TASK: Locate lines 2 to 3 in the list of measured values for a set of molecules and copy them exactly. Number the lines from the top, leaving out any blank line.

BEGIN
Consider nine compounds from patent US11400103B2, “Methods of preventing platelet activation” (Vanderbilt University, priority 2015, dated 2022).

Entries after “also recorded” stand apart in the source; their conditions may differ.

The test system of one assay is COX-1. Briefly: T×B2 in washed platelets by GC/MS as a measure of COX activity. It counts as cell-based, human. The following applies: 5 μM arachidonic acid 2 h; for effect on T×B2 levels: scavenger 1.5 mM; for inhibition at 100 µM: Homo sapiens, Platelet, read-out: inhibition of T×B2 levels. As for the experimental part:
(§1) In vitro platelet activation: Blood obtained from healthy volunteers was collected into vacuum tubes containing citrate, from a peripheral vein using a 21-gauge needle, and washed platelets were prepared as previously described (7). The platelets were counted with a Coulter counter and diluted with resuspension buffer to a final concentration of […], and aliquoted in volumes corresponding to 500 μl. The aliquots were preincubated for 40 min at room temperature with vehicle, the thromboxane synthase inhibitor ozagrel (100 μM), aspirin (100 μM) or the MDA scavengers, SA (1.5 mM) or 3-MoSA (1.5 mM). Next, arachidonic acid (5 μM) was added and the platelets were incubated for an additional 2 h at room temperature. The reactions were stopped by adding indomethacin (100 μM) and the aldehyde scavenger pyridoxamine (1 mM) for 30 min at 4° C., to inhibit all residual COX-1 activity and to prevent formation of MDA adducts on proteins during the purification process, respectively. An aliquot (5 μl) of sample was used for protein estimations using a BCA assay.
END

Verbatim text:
Entries after “also recorded” stand apart in the source; their conditions may differ.

The test system of one assay is COX-1. Briefly: T×B2 in washed platelets by GC/MS as a measure of COX activity. It counts as cell-based, human. The following applies: 5 μM arachidonic acid 2 h; for effect on T×B2 levels: scavenger 1.5 mM; for inhibition at 100 µM: Homo sapiens, Platelet, read-out: inhibition of T×B2 levels. As for the experimental part: